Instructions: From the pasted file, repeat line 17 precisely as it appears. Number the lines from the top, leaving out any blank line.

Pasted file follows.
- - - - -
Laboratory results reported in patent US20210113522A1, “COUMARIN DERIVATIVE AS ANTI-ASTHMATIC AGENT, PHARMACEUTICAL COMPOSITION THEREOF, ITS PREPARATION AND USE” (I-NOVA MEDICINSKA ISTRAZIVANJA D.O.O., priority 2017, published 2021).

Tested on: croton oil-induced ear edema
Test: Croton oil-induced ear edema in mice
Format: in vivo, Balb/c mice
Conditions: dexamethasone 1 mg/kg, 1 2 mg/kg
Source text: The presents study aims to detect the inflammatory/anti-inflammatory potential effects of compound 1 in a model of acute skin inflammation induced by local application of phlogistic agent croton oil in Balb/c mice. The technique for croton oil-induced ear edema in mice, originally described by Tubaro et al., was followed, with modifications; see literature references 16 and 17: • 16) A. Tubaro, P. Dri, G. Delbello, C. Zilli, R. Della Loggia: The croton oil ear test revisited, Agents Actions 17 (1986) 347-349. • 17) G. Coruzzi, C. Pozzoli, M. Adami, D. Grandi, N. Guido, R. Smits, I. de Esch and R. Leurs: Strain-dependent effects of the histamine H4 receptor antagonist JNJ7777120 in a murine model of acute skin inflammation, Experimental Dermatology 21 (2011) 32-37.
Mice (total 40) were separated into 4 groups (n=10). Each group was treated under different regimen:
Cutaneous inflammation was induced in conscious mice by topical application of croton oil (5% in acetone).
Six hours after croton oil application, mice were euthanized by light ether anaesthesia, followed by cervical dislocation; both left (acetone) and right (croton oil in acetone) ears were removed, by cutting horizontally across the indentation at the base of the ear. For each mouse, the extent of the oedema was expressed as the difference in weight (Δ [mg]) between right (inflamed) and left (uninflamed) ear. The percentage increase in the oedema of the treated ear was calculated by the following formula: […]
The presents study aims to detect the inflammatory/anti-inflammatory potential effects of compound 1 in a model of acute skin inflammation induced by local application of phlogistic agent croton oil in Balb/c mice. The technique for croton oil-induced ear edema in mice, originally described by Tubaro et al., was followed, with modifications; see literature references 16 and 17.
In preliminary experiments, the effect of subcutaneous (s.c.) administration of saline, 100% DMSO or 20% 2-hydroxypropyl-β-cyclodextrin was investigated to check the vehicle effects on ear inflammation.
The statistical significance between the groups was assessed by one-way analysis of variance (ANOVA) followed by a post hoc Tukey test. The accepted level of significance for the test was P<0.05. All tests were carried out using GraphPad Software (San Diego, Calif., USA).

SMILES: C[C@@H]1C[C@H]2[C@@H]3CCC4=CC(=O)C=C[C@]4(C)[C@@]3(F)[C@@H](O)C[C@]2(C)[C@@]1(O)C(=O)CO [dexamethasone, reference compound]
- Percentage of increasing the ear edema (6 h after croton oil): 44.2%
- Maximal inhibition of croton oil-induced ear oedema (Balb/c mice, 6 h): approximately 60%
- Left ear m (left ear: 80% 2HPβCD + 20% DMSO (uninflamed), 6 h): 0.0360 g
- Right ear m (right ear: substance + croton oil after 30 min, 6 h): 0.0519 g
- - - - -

- Right ear m (right ear: substance + croton oil after 30 min, 6 h): 0.0519 g